Would You Buy Your New Season Wardrobe From Lidl?

Supermarket fashion labels are the opposite of logomania. If the brash designer logo’s main purpose is to signify to the world ‘I spent X on this' or ‘I align myself with the values of Y brand,’ then supermarket clothes have been worn with a more covert attitude (‘This?’ – drops voice to a conspiratorial whisper – ‘It’s George at Asda!’ would be a typical reveal). Shopping supermarket collections is a guilty pleasure – like sneaking a chocolate bar into your basket at the checkout.

But whatever your attitude, there’s no denying that supermarket fashion lines – as well as George there’s Sainsbury’s Tu, Tesco’s Florence & Fred, Morrison’s Nutmeg – are big business. A prominent driving force in the UK’s value clothing market (which is worth a whopping £10 billion, or nearly a quarter of the total UK clothing market), supermarket fashion lines account for 10% of all clothes and footwear bought in the UK. These are billion-pound empires built on £20 jeans and £4 tees.

Jacket, £35, Tu at Sainsbury's A/W '17 collection

This month, German supermarket Lidl is joining the party with its Esmara by Heidi Klum collection. An 18-piece capsule of ‘stylish wardrobe staples’ including trenches, shift dresses and hoodies, it ranges from £4.99 for a cami to £49.99 for a suede biker jacket and will be available in 670 stores in the UK, as well as a further 10,000 stores in 28 countries worldwide. On top of Klum’s star appeal, it’s coming complete with a New York Fashion Week launch and a Rankin-shot campaign. Lidl are obviously backing this big time.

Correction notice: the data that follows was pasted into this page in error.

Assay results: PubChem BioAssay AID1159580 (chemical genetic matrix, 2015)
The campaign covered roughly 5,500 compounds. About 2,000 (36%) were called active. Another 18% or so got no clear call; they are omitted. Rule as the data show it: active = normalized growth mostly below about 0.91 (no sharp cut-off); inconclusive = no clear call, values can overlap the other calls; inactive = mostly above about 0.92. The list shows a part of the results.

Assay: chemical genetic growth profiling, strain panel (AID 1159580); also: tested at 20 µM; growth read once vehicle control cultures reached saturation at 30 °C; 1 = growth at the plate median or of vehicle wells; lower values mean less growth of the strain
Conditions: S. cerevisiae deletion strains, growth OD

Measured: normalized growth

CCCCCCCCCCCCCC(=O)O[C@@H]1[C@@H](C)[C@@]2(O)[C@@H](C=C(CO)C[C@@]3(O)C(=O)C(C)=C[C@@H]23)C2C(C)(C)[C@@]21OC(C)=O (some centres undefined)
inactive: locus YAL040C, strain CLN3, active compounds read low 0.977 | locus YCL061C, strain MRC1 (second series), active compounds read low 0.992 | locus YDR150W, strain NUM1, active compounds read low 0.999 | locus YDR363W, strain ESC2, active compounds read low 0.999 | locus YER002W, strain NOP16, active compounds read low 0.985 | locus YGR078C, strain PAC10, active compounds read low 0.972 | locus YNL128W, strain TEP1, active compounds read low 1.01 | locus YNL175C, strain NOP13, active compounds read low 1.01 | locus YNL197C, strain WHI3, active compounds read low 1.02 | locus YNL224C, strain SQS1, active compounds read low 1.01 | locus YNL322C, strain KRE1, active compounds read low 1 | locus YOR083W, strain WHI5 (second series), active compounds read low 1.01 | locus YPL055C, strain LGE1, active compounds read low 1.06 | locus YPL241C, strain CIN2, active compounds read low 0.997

But would you really shop your new season wardrobe in the supermarket? Would you pick up a frock with your frozen peas? Many do – and many love it. A/W ’17’s heritage checks trend is getting air-time on the shop floors at the moment, as are boho-style dresses. One fashion editor informs us that they’re also a great source for workout and leisurewear – not to mention a no-brainer for childrenswear.

The snobbery that once dismissed supermarket lines is old-fashioned. While they don’t bear comparison to shopping designer collections at high-end boutiques – this is no luxury experience – these value pieces have instant pick-me-up appeal. And their affordability (with pieces retailing at less than the cost of a bottle of wine) plus wide range of sizes, gives us fashion at its most democratic and attainable – not to mention the height of convenience.

Shop our supermarket sweep below:



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